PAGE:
Friday, August 13, 2010


I pulled my car up to the gasoline pump, opened the door and walked to the back of the car, to meet the attendant, as he walked towards me. "Can you fill it up with regular, please?" as I handed him my debit card. He had a ring in his nose, a ring on his lips and a ring on his eyebrow plus an assortment of other jingling, clicking, metal thingies hanging from places that were never meant to have any kind of ornamental metal hanging from them. His fingernails were painted a glossy black and he must have had about twenty fabric and leather bracelets, lined up on one arm. He was a good-looking kid, who didn't need any of these decorations to improve his appearance. I was deep in thought over the vast and sweeping changes in our culture that have made fingernail polish on men's fingers not only acceptable but for most people, not even an eyebrow raiser. I thought of my own father and the explosion of fire emanating from his head, if I had ever walked in, as a teenager, with all these decorations.
"So the days float through my eyes
but still the days seem the same
And these children that you spit on
As they try to change their worlds
Are immune to your consultations
They're quite aware of what they're going through
(Turn and face the strain)
Don't tell them to grow up and out of it
Ch-ch-ch-ch-Changes..."-lyrics by David Bowie, from his song, Changes
As other cars pulled into the station, he left the side of my car,  returning when the hose signalled that the tank was full with a loud CLICK. "Are you going far today and do you want me to top it off for you sir?" he asked and at that moment, a nice boy who had been hiding under all the rings, the metal and the nail polish suddenly appeared. He actually cared that I would have enough gas for the trip I would be taking. "I knew you were in there, somewhere." I thought. "Yeah, thanks. I am driving up to Englewood and it's an hour and a half from here." I said and I marveled over a first impression of what turned out to be a really good kid, hard at work, at an early time of the day.

This is a young black mare named Ekramilbari Ezzain, as captured by the camera of Jennifer Ogden of Australia. She was bred by Usamah Alkazemi of Ezzain Arabians in Kuwait. She is sired by Usamah's chief stallion, NK Qaswarah and out of the Katharinenhof-bred NK Yasmin. Over the last few weeks, we have been talking about the Adnan daughters owned by Usamah. Which Adnan daughters you ask? Well, mares like NK Nada (out of Nashua) who produced horses for Usamah like Nooreddine Ezzain and Yasoob Ezzain. NK Yasmin is an Adnan daughter, bred a little differently from NK Nada. She is out of Dr. Nagel's premier mare, the beautiful and elite Helala (Salaa el Dine x Ansata Gloriana). NK Yasmin is a Dahmah Shahwaniyah by strain, tracing to the Bint Sabah family through Bukra. As a matter of fact, she has five Bukra lines in her pedigree and when bred to NK Qaswarah, her daughter, Ekramilbari Ezzain, has seven additional lines, for a total of twelve Bukra lines. That's a lot of Bukra, a lot of "prima stute", packed into one horse.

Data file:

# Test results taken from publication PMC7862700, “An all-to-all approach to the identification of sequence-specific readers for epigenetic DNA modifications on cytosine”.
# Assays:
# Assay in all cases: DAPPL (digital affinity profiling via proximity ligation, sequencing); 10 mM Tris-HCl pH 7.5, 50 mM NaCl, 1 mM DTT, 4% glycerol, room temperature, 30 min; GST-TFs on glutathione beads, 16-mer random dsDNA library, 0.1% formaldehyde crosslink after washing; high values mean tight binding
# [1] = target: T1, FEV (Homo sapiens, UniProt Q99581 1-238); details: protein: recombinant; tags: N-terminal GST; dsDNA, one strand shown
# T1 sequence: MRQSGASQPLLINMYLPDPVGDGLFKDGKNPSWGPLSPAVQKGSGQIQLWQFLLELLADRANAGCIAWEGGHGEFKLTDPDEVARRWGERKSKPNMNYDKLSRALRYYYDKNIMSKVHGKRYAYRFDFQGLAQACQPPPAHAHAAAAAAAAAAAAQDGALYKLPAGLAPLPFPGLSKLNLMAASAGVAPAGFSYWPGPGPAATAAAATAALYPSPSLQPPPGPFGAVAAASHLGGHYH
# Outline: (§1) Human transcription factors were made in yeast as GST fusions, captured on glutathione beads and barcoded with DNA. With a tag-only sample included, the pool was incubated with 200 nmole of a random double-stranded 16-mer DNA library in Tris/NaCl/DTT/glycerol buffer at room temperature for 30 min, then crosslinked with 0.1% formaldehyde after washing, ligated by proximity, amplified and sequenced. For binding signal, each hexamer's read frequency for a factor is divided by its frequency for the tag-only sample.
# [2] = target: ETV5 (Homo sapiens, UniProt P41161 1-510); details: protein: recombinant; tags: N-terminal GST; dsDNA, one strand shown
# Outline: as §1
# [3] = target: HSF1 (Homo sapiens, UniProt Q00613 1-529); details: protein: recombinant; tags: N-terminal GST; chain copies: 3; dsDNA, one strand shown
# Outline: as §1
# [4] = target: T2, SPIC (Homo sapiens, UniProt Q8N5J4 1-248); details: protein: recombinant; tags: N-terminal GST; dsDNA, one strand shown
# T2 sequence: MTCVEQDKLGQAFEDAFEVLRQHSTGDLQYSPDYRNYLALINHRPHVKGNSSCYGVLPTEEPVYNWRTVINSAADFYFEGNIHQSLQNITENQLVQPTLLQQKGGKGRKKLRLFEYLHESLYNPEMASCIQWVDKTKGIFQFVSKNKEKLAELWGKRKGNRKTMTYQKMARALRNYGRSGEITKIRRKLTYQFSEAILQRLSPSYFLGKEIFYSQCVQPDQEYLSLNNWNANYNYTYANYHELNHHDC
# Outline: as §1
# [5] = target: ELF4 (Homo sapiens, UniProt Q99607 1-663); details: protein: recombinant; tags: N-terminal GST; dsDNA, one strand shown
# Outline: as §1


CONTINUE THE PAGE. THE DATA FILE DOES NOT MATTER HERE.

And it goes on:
So, when I saw her pictures...I felt nothing. I really didn't like her, as much as I liked Hooreyah, Shamsilshmous, NK Nadeyrah and Dorrah. While I believe a good horse comes in any color: I am not really fond of black-colored horses (or so I think). Usamah loves Ekramilbari very much and I could tell from the sound of his voice, that she is special. I even asked myself, "Why?" I didn't understand. So, later, in a rare and quiet moment, free from a much too busy mind; I opened each picture and studied Ekramilbari. I wanted to see Ekramilbari, through the eyes of her breeder. And then, I don't know how it happened, I found this picture and suddenly, the world grew more still, more quiet and the picture of Ekramilbari started to magnify, right before my eyes. "Huh, what is this?" I asked myself. And suddenly,  I realized why Usamah feels the way he does about this mare. I love her very prominent forehead, which we know to call the jibbah. And while her eye does not appear to be as large as Shamsilshmous' eye, they are fully black with no white in them and the energy that radiates from them, tells me that Ekramilbari is a mare who is kind and loving. Notice the fineness in her muzzle and the quality of her skin, like the finest velvet, smooth and accentuating the bones and veins in her face. Together with her black coat color, Ekramilbari presents a very dramatic picture of the ideal desert mare. I also like her lovely, longer neck, so clean in her underline, which appears to be set higher on her chest. I believe this quality comes from the mare, Farida, who appears multiple times in her pedigree, possibly around ten times. In the horses influenced by Farida, I have noticed this more upright self-carriage, which is influenced by a higher set neck and a very strong, smooth and level topline. Farida horses are usually fancier-moving horses, like a jewel that catches the sun's rays to reflect the light and create an almost magical sparkle, for all to see.

So, as I pulled away from the gas station, I watched this young man, be-bopping from one car to the next, inquiring how he could help a patron in what could be an insignificant, trivial moment. Little did he know, what an impact he had on my life today, an unexpected advisor, counseling me on the wisdom of jumping to conclusions and making unfair judgements. He is a nice boy, even with all the jingles.


No comments:

Post a Comment